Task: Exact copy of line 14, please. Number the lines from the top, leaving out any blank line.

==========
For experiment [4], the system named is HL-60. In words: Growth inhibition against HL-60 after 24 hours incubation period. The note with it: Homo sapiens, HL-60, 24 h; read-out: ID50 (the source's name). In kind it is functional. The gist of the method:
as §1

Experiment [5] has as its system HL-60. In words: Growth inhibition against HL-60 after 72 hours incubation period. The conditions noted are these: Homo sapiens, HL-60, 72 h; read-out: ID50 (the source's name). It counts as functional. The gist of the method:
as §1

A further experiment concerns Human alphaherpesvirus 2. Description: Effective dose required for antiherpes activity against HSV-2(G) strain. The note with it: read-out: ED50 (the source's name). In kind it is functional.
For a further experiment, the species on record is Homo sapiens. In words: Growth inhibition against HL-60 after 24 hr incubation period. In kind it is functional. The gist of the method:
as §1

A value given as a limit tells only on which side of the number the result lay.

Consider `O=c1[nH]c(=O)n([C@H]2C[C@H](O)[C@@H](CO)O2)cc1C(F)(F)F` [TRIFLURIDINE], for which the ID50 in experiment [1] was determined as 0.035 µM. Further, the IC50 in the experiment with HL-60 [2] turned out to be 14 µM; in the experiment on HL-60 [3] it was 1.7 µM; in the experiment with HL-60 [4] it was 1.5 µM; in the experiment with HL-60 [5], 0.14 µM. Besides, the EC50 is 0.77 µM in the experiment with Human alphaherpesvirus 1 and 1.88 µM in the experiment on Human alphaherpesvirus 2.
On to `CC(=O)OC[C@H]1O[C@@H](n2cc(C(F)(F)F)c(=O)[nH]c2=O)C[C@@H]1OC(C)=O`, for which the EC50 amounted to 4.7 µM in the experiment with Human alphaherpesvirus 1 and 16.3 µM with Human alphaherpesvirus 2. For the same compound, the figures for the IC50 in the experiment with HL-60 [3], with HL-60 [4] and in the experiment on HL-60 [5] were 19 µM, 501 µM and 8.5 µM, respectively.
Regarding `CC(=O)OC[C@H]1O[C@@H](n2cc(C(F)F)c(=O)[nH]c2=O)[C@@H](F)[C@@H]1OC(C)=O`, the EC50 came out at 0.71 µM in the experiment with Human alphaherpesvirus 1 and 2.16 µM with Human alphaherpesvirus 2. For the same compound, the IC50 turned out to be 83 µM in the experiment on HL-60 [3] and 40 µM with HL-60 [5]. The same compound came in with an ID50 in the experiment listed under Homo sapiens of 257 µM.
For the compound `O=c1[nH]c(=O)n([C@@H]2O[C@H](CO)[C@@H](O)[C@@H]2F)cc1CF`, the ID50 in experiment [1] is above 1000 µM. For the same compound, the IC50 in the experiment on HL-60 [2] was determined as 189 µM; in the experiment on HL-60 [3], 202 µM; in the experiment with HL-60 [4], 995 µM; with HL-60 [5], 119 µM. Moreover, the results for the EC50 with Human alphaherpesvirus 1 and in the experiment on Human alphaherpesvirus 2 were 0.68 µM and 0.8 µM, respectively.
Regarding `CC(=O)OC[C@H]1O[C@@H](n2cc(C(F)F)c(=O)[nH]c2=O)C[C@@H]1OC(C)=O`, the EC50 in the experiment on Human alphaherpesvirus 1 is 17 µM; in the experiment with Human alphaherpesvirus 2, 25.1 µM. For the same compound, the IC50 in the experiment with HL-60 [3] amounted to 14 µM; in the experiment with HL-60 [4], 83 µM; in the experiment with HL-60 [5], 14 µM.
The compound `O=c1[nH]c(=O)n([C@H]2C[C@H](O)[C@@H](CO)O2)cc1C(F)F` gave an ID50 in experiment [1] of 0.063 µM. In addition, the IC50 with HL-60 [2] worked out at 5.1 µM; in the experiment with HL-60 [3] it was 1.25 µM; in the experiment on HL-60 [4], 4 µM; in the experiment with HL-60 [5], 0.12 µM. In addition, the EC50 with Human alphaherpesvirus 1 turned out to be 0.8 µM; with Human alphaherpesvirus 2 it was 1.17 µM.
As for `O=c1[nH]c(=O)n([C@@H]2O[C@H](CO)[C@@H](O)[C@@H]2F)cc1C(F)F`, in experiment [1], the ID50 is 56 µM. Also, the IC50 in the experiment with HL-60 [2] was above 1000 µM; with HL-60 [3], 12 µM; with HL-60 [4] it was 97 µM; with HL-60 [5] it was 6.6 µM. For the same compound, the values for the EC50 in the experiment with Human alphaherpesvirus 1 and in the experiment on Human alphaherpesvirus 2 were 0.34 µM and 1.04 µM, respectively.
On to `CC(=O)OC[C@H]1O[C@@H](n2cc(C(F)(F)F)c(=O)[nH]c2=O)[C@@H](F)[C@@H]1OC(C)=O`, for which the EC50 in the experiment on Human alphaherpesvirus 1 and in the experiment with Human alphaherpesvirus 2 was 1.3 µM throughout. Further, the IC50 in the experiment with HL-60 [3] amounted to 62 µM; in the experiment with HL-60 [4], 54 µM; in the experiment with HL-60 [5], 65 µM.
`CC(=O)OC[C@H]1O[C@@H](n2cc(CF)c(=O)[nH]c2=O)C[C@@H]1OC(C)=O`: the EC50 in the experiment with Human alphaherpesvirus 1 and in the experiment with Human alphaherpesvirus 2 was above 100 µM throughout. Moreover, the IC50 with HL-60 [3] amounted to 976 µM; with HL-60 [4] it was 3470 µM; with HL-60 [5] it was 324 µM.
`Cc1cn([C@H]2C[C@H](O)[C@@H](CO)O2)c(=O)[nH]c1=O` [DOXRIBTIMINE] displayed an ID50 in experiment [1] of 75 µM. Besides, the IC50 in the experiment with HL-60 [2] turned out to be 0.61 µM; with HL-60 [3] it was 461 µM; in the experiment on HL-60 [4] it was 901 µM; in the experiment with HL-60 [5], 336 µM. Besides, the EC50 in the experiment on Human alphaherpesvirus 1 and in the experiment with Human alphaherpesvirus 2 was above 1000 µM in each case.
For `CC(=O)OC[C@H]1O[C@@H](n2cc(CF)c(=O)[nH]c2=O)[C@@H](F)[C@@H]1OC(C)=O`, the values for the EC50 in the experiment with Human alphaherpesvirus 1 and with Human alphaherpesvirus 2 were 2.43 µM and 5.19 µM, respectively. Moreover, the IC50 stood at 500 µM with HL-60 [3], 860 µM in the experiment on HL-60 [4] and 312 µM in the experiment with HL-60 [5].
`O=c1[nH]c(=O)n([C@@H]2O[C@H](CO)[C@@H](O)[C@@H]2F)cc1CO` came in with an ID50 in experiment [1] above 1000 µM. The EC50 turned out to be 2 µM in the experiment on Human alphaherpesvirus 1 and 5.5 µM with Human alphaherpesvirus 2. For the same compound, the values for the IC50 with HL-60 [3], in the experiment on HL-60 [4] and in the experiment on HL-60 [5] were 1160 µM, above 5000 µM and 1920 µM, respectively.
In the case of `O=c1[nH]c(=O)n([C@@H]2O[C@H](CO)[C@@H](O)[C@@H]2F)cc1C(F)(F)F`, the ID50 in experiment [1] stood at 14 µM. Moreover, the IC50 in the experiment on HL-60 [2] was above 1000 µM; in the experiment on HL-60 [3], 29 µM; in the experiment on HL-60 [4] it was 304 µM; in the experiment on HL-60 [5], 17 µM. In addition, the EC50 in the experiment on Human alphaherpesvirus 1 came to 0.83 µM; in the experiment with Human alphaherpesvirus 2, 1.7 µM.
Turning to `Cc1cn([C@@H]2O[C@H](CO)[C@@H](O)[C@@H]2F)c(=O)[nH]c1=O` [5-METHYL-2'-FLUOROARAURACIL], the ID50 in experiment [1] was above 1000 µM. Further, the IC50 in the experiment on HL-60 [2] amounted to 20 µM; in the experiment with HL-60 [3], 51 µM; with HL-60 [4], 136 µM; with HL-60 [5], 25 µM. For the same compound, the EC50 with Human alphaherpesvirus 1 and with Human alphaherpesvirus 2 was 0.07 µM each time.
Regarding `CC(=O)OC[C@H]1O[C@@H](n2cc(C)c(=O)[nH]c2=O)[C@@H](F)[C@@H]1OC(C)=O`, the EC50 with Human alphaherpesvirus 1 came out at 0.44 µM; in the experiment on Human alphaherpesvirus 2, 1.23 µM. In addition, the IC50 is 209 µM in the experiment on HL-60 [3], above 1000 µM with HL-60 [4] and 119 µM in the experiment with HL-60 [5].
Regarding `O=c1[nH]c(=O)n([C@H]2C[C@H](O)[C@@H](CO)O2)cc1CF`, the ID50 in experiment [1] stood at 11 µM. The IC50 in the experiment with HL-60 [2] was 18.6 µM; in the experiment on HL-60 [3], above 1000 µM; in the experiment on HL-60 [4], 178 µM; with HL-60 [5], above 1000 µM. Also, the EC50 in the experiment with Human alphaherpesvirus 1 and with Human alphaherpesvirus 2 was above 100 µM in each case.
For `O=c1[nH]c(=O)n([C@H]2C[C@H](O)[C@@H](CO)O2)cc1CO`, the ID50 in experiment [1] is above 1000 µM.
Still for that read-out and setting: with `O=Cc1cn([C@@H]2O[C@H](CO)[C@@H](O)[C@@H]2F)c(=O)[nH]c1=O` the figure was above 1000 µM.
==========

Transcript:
The compound `O=c1[nH]c(=O)n([C@H]2C[C@H](O)[C@@H](CO)O2)cc1C(F)F` gave an ID50 in experiment [1] of 0.063 µM. In addition, the IC50 with HL-60 [2] worked out at 5.1 µM; in the experiment with HL-60 [3] it was 1.25 µM; in the experiment on HL-60 [4], 4 µM; in the experiment with HL-60 [5], 0.12 µM. In addition, the EC50 with Human alphaherpesvirus 1 turned out to be 0.8 µM; with Human alphaherpesvirus 2 it was 1.17 µM.